Anyone who's watched an epic movie or Broadway show knows how much the right music can make or break a performance—and your wedding day is no different! As much as your wedding day is about love, relationships, and family, technically, it's a well-choreographed and planned out theatrical performance. Investing time and energy in picking the right music, instruments, and order of entertainment will enhance every step of the day. Here are some step-by-step observations and recommendations to make your journey through creating a wedding entertainment timeline easier.
The first place to start the pre-ceremony. It's that slightly awkward time as wedding guests begin to gather. Nothing is happening, people are greeting each other, and they're staring at an empty ceremony backdrop. Regardless of the type of entertainment you have chosen, your ceremony musicians can do a lot to set the mood before you make your way down the aisle. Whether your ceremony is traditional or more modern, there are instrumental pieces to enhance the downtime. Talk to your ceremony musicians about a genre to fit the moment and let them go from there.
The wedding processional has three significant pieces. Typically, after seating the families, there's the entrance of the wedding party, the groom, and lastly, the bride. In most cases, one piece of music is selected for the family, another for the wedding party and the groom, and then finishing with something special for the bride.
A wedding ceremony in a house of worship may dictate some of the dos and don'ts for musicians, but your officiant will let you know early on in the planning process if you can have secular music or if you must play sacred music. Regardless of the situation, the music selection is often based on tempo. You want a piece slow enough that no one feels like they're running down the aisle.
The bride's entrance is a focal point of the wedding, and you want something in a tempo where she can take her time and be seen. Popular bridal entrance selections range from "Hallelujah" or "Somewhere Over the Rainbow" to more traditional "Canon in D" or the "Bridal Chorus" also known as "Here Comes the Bride."
The last music selection in a wedding ceremony is often for the kiss and recessional. The is a joyous occasion, and the music, regardless of the genre, should be light and cheerful.
Cocktail music should be soft and light. It's background music for the conversations going on and continuing the upbeat mood. It's a fun time to infuse a little personality—think light jazz or acoustic guitar.
Interactive or performance art are fun touches for cocktail hour as well. It's a great time to have some fun in a photo booth, have a caricature drawn by a local artist, or something unique like a fire dance or close-up magician. The sky's the limit, but gearing it toward small intimate groups rather than everyone at once tends to work best.
The wedding reception is what most people think of when talking about wedding entertainment. It's party time, and music set the scene! Truthfully, it's a celebration in three acts—introductions, dinner, and party—each has its own time, tone, and needs.
The wedding party's introduction should have a fun, upbeat tone. They're the opening act for the newlywed's first appearance as a married couple. So, choosing something lively and cheerful to let them have some fun as they make their entrance is ideal.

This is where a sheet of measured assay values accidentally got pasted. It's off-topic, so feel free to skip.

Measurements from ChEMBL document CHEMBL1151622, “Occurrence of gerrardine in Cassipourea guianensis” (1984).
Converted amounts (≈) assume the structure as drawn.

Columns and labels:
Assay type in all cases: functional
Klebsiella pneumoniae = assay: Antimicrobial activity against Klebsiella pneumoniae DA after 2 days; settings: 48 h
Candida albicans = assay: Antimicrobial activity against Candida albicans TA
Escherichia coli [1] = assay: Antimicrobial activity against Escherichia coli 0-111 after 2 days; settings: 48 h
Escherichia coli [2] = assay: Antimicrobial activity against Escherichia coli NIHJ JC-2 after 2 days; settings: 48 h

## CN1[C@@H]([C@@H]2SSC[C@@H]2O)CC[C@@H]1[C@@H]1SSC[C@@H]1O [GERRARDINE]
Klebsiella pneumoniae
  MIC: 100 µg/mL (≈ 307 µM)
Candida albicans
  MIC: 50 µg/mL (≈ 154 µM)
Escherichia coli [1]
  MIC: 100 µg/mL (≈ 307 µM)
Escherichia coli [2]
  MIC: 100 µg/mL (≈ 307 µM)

Pro Tip: Write out your wedding party's names phonetically if someone has a difficult name to pronounce. If you have people with complicated names, you might consider a friend or family member standing in with the MC.
The introduction of you as the newlyweds is the focus of this part of the night and comes as two pieces—something fun and festive, but also something that can be easily transitioned into your first dance song.
In many cases, welcome speeches, toasts, and a blessing might follow your first dance. One of the most critical aspects of this portion of the night is having a good MC. Whether it's a DJ, a band member, or a separate person who does the introductions, you need a strong performer!
The focus of this point in the reception is good food, drink, and conversation. You want quiet background music. This may be the time when your band or DJ is offered a dinner break and will wind down to some preprogrammed music or solo instrument. Much like the cocktail music, you want to be able to talk over it, but you notice when it's gone.
Parent dances are often infused into this portion of the night between the first course and main entrée. These, much like your first dance, are tender moments, and more often than not, a slower tempo song. Choose something that signifies something to both you and your parent for an extra meaningful moment.
After dinner, the party kicks into full swing! Most times, the dancefloor is opened with something more fast-paced to get people up and moving. Your band or DJ will build a party with highs and lows to transition into things like your cake cutting, bouquet, and garter toss. While the dance floor is open, it's also a great time to reopen the photo booth or bring back caricature artists for people who want to grab a drink and step away from the action. Let the pros work their magic and blend some song selections that get people up dancing. Reading a crowd is a massive part of what they do!
A little knowledge, picking the right pros, sharing some of your favorite music, and letting the pros do what they do best ensures you'll have a great party!
Hero photo courtesy of Julia Franzosa Photography